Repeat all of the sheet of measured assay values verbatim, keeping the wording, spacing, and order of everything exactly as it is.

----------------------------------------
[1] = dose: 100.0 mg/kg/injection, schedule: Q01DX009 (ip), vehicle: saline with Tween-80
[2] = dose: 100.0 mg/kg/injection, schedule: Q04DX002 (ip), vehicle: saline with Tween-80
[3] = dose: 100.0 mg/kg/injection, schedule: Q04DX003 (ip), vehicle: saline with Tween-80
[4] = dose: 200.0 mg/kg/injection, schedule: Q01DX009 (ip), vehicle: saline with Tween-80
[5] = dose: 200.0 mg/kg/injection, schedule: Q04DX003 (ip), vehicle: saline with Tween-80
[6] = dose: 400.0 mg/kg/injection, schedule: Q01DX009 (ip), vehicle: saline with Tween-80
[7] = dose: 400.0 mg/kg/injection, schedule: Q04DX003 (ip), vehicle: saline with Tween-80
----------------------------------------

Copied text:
[1] = dose: 100.0 mg/kg/injection, schedule: Q01DX009 (ip), vehicle: saline with Tween-80
[2] = dose: 100.0 mg/kg/injection, schedule: Q04DX002 (ip), vehicle: saline with Tween-80
[3] = dose: 100.0 mg/kg/injection, schedule: Q04DX003 (ip), vehicle: saline with Tween-80
[4] = dose: 200.0 mg/kg/injection, schedule: Q01DX009 (ip), vehicle: saline with Tween-80
[5] = dose: 200.0 mg/kg/injection, schedule: Q04DX003 (ip), vehicle: saline with Tween-80
[6] = dose: 400.0 mg/kg/injection, schedule: Q01DX009 (ip), vehicle: saline with Tween-80
[7] = dose: 400.0 mg/kg/injection, schedule: Q04DX003 (ip), vehicle: saline with Tween-80